This review indicates that the findings on the correlates of OHRQoL from studies are varied and non-uniform, with different measures being considered by different authors. Moreover, not all studies included in the review aimed to test the association between the parental attributes and children’s OHRQoL. Findings from both the adjusted and unadjusted analysis were tabulated separately for each study. In a few studies, the significant effect of exposure on the outcome that was observed in unadjusted analysis was not observed in multivariate analyses after adjusting for the effect of confounders. The importance of statistical adjustment becomes more pronounced in cross-sectional studies, and especially in those studies that aim to ascertain the influence of many interrelated exposures on an outcome.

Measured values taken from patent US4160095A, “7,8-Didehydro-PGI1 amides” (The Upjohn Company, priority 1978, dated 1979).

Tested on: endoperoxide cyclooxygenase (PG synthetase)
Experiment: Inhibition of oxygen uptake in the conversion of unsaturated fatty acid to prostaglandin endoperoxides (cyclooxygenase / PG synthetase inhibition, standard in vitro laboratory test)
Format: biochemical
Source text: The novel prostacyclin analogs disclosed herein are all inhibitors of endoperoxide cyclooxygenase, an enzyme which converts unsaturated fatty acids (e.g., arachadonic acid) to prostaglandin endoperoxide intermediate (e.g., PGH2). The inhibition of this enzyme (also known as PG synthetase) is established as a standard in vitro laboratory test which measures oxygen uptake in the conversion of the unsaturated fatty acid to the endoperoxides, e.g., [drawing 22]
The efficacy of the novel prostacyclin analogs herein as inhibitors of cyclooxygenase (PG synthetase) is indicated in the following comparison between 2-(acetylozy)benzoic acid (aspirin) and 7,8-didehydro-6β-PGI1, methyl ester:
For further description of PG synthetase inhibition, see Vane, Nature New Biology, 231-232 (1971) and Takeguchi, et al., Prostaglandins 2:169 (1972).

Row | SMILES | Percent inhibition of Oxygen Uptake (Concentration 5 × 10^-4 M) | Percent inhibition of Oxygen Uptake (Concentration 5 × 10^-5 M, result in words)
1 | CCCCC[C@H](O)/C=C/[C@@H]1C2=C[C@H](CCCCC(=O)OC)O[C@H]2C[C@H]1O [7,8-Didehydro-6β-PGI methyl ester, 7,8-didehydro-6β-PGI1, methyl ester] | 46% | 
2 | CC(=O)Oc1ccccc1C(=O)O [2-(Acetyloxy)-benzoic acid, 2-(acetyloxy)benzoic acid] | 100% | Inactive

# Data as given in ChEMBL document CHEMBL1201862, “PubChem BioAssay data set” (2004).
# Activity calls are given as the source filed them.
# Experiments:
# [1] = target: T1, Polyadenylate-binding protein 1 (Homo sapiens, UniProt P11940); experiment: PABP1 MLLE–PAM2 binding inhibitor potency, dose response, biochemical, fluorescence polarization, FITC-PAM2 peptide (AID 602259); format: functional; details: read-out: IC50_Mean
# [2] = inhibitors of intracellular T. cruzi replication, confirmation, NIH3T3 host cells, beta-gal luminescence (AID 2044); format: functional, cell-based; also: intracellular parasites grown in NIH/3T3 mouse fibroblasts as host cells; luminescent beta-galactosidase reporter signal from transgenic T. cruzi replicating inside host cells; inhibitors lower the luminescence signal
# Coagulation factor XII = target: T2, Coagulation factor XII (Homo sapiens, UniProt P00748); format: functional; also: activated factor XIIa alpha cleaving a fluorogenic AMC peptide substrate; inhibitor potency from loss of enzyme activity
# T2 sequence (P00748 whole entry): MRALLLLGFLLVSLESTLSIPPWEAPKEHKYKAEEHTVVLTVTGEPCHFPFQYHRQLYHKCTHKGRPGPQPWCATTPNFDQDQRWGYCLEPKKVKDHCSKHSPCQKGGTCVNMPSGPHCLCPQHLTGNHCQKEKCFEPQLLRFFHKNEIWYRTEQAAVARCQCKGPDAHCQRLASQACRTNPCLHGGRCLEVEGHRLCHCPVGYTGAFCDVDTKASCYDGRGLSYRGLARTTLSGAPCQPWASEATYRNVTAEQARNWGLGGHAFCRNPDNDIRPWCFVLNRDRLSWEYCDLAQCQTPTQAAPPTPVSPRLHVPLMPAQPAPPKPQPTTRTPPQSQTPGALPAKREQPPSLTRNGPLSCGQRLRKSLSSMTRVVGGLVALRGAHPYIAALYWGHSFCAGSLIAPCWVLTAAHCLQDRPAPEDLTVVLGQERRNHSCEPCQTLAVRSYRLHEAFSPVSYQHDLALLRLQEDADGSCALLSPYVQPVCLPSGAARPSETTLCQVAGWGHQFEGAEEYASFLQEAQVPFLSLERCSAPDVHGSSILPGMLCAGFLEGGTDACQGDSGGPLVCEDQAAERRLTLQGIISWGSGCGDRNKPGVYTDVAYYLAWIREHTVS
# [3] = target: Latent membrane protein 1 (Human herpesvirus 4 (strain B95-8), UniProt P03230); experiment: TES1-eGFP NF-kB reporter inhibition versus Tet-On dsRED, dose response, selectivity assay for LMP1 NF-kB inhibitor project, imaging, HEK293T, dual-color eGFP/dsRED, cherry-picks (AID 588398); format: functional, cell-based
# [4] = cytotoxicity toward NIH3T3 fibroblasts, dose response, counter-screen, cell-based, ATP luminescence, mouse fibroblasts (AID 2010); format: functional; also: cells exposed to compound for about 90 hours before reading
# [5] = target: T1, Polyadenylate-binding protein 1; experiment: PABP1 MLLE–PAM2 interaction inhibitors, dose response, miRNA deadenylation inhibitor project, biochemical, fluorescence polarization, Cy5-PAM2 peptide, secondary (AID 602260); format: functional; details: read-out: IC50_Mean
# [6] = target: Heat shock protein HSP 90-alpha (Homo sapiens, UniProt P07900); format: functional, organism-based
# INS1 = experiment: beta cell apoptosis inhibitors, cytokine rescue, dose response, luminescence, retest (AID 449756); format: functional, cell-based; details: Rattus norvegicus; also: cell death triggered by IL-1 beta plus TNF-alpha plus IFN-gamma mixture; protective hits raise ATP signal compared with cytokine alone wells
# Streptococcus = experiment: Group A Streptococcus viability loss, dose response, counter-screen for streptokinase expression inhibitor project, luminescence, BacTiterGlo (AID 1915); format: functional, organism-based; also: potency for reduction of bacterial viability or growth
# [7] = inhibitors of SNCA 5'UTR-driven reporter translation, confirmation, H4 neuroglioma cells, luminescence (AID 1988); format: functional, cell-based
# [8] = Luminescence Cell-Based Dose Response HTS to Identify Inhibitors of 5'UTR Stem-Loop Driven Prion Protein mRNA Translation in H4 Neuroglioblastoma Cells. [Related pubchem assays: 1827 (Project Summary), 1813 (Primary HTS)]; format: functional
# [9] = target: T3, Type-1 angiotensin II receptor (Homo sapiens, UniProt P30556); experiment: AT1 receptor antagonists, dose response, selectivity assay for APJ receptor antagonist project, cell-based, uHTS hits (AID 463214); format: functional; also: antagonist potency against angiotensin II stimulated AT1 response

Most of the studies were of moderate quality and only three were strong. This is because of the quality assessment criteria used, which rates only those whose study designs are experimental or longitudinal in nature as good. However, experimental or longitudinal study designs are rarely used in OHRQoL studies of our interest. Furthermore, a few studies that were of moderate quality were rated as weak in ‘selection bias’ component of EPHPP as they did not report response rates in the articles. There were four prospective studies[23, 27, 28, 45] one of which was conducted with an objective to evaluate the effect of orthodontic treatment on OHRQoL. Due to the static nature of the exposure data (i.e., socio-economic and home environment characteristics), most of the studies were of cross-sectional design. However, it would be interesting to observe the dynamic effect of these exposure characteristics along the life course on children’s OHRQoL, which was done in one of the studies that assessed the influence of early life social conditions on children’s OHRQoL.